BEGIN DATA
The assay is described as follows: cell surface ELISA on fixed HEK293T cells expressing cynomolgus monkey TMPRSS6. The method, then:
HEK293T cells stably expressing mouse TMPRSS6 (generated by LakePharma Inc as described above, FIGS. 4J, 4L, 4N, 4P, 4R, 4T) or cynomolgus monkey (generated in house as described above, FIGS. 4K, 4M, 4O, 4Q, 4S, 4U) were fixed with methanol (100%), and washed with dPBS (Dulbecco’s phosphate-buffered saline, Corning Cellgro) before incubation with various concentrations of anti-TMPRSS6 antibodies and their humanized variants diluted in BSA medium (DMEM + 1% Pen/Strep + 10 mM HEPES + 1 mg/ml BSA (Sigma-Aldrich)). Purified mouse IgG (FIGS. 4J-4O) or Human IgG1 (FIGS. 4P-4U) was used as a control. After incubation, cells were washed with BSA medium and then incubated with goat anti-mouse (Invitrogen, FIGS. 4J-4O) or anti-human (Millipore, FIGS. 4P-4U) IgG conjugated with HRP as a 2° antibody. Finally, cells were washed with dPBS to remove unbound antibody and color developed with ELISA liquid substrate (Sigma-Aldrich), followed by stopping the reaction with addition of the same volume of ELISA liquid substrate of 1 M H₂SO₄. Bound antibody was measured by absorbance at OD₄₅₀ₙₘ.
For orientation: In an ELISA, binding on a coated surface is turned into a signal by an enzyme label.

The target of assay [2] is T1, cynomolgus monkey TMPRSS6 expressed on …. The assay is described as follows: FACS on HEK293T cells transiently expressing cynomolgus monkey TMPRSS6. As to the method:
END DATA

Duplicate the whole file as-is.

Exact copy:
The assay is described as follows: cell surface ELISA on fixed HEK293T cells expressing cynomolgus monkey TMPRSS6. The method, then:
HEK293T cells stably expressing mouse TMPRSS6 (generated by LakePharma Inc as described above, FIGS. 4J, 4L, 4N, 4P, 4R, 4T) or cynomolgus monkey (generated in house as described above, FIGS. 4K, 4M, 4O, 4Q, 4S, 4U) were fixed with methanol (100%), and washed with dPBS (Dulbecco’s phosphate-buffered saline, Corning Cellgro) before incubation with various concentrations of anti-TMPRSS6 antibodies and their humanized variants diluted in BSA medium (DMEM + 1% Pen/Strep + 10 mM HEPES + 1 mg/ml BSA (Sigma-Aldrich)). Purified mouse IgG (FIGS. 4J-4O) or Human IgG1 (FIGS. 4P-4U) was used as a control. After incubation, cells were washed with BSA medium and then incubated with goat anti-mouse (Invitrogen, FIGS. 4J-4O) or anti-human (Millipore, FIGS. 4P-4U) IgG conjugated with HRP as a 2° antibody. Finally, cells were washed with dPBS to remove unbound antibody and color developed with ELISA liquid substrate (Sigma-Aldrich), followed by stopping the reaction with addition of the same volume of ELISA liquid substrate of 1 M H₂SO₄. Bound antibody was measured by absorbance at OD₄₅₀ₙₘ.
For orientation: In an ELISA, binding on a coated surface is turned into a signal by an enzyme label.

The target of assay [2] is T1, cynomolgus monkey TMPRSS6 expressed on …. The assay is described as follows: FACS on HEK293T cells transiently expressing cynomolgus monkey TMPRSS6. As to the method: